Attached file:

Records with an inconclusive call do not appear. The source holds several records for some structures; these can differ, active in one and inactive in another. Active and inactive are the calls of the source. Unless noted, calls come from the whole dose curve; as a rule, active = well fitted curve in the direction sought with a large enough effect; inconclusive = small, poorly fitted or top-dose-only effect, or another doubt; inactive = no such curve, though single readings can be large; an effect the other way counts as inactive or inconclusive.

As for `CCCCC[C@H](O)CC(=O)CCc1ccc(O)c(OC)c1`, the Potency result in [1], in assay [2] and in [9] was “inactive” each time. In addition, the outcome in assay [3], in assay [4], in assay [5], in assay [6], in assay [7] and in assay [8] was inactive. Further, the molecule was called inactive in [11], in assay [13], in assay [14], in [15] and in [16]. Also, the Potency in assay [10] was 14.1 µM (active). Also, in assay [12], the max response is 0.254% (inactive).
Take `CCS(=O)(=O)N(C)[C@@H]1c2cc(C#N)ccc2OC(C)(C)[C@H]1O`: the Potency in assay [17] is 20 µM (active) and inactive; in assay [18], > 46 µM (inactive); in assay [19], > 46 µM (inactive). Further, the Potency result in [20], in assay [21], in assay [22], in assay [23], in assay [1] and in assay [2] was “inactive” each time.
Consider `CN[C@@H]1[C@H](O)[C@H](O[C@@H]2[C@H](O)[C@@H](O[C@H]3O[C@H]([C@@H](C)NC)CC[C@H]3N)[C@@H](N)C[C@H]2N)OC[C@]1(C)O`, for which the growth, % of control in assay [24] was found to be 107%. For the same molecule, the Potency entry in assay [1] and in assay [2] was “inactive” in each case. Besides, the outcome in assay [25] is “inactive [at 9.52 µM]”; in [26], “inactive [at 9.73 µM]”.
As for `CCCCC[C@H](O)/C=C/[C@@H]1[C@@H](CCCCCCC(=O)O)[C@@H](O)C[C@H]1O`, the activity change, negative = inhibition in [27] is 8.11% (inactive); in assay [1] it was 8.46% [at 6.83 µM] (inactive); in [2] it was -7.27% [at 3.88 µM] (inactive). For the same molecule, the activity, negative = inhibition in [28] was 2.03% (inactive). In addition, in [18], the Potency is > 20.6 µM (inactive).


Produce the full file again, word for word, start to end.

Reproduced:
Records with an inconclusive call do not appear. The source holds several records for some structures; these can differ, active in one and inactive in another. Active and inactive are the calls of the source. Unless noted, calls come from the whole dose curve; as a rule, active = well fitted curve in the direction sought with a large enough effect; inconclusive = small, poorly fitted or top-dose-only effect, or another doubt; inactive = no such curve, though single readings can be large; an effect the other way counts as inactive or inconclusive.

As for `CCCCC[C@H](O)CC(=O)CCc1ccc(O)c(OC)c1`, the Potency result in [1], in assay [2] and in [9] was “inactive” each time. In addition, the outcome in assay [3], in assay [4], in assay [5], in assay [6], in assay [7] and in assay [8] was inactive. Further, the molecule was called inactive in [11], in assay [13], in assay [14], in [15] and in [16]. Also, the Potency in assay [10] was 14.1 µM (active). Also, in assay [12], the max response is 0.254% (inactive).
Take `CCS(=O)(=O)N(C)[C@@H]1c2cc(C#N)ccc2OC(C)(C)[C@H]1O`: the Potency in assay [17] is 20 µM (active) and inactive; in assay [18], > 46 µM (inactive); in assay [19], > 46 µM (inactive). Further, the Potency result in [20], in assay [21], in assay [22], in assay [23], in assay [1] and in assay [2] was “inactive” each time.
Consider `CN[C@@H]1[C@H](O)[C@H](O[C@@H]2[C@H](O)[C@@H](O[C@H]3O[C@H]([C@@H](C)NC)CC[C@H]3N)[C@@H](N)C[C@H]2N)OC[C@]1(C)O`, for which the growth, % of control in assay [24] was found to be 107%. For the same molecule, the Potency entry in assay [1] and in assay [2] was “inactive” in each case. Besides, the outcome in assay [25] is “inactive [at 9.52 µM]”; in [26], “inactive [at 9.73 µM]”.
As for `CCCCC[C@H](O)/C=C/[C@@H]1[C@@H](CCCCCCC(=O)O)[C@@H](O)C[C@H]1O`, the activity change, negative = inhibition in [27] is 8.11% (inactive); in assay [1] it was 8.46% [at 6.83 µM] (inactive); in [2] it was -7.27% [at 3.88 µM] (inactive). For the same molecule, the activity, negative = inhibition in [28] was 2.03% (inactive). In addition, in [18], the Potency is > 20.6 µM (inactive).